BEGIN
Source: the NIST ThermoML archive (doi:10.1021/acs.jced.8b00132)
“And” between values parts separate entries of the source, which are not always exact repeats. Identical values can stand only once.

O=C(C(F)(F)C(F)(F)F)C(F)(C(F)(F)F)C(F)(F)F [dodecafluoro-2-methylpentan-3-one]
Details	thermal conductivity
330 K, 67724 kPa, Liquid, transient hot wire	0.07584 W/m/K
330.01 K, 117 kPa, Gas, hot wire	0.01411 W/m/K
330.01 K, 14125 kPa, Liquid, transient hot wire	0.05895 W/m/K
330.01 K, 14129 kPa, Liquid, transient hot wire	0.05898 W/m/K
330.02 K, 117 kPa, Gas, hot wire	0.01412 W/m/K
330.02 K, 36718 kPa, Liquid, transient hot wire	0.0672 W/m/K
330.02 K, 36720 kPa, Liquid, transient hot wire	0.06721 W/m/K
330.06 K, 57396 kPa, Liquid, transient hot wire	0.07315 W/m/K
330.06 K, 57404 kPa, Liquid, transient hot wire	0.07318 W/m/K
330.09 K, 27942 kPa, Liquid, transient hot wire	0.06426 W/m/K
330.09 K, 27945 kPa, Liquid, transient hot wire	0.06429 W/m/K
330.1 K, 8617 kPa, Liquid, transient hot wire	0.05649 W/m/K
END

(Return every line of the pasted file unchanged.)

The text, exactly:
Source: the NIST ThermoML archive (doi:10.1021/acs.jced.8b00132)
“And” between values parts separate entries of the source, which are not always exact repeats. Identical values can stand only once.

O=C(C(F)(F)C(F)(F)F)C(F)(C(F)(F)F)C(F)(F)F [dodecafluoro-2-methylpentan-3-one]
Details	thermal conductivity
330 K, 67724 kPa, Liquid, transient hot wire	0.07584 W/m/K
330.01 K, 117 kPa, Gas, hot wire	0.01411 W/m/K
330.01 K, 14125 kPa, Liquid, transient hot wire	0.05895 W/m/K
330.01 K, 14129 kPa, Liquid, transient hot wire	0.05898 W/m/K
330.02 K, 117 kPa, Gas, hot wire	0.01412 W/m/K
330.02 K, 36718 kPa, Liquid, transient hot wire	0.0672 W/m/K
330.02 K, 36720 kPa, Liquid, transient hot wire	0.06721 W/m/K
330.06 K, 57396 kPa, Liquid, transient hot wire	0.07315 W/m/K
330.06 K, 57404 kPa, Liquid, transient hot wire	0.07318 W/m/K
330.09 K, 27942 kPa, Liquid, transient hot wire	0.06426 W/m/K
330.09 K, 27945 kPa, Liquid, transient hot wire	0.06429 W/m/K
330.1 K, 8617 kPa, Liquid, transient hot wire	0.05649 W/m/K